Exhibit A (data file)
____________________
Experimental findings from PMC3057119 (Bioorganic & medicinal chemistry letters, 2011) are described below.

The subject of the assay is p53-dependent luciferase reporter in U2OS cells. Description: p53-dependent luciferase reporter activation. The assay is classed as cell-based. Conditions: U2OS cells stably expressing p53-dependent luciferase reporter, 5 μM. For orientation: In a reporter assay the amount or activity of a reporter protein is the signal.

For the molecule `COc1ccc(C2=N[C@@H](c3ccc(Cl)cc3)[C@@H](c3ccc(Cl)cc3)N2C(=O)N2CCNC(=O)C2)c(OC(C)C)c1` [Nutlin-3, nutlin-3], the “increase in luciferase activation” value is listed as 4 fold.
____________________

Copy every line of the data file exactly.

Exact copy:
Experimental findings from PMC3057119 (Bioorganic & medicinal chemistry letters, 2011) are described below.

The subject of the assay is p53-dependent luciferase reporter in U2OS cells. Description: p53-dependent luciferase reporter activation. The assay is classed as cell-based. Conditions: U2OS cells stably expressing p53-dependent luciferase reporter, 5 μM. For orientation: In a reporter assay the amount or activity of a reporter protein is the signal.

For the molecule `COc1ccc(C2=N[C@@H](c3ccc(Cl)cc3)[C@@H](c3ccc(Cl)cc3)N2C(=O)N2CCNC(=O)C2)c(OC(C)C)c1` [Nutlin-3, nutlin-3], the “increase in luciferase activation” value is listed as 4 fold.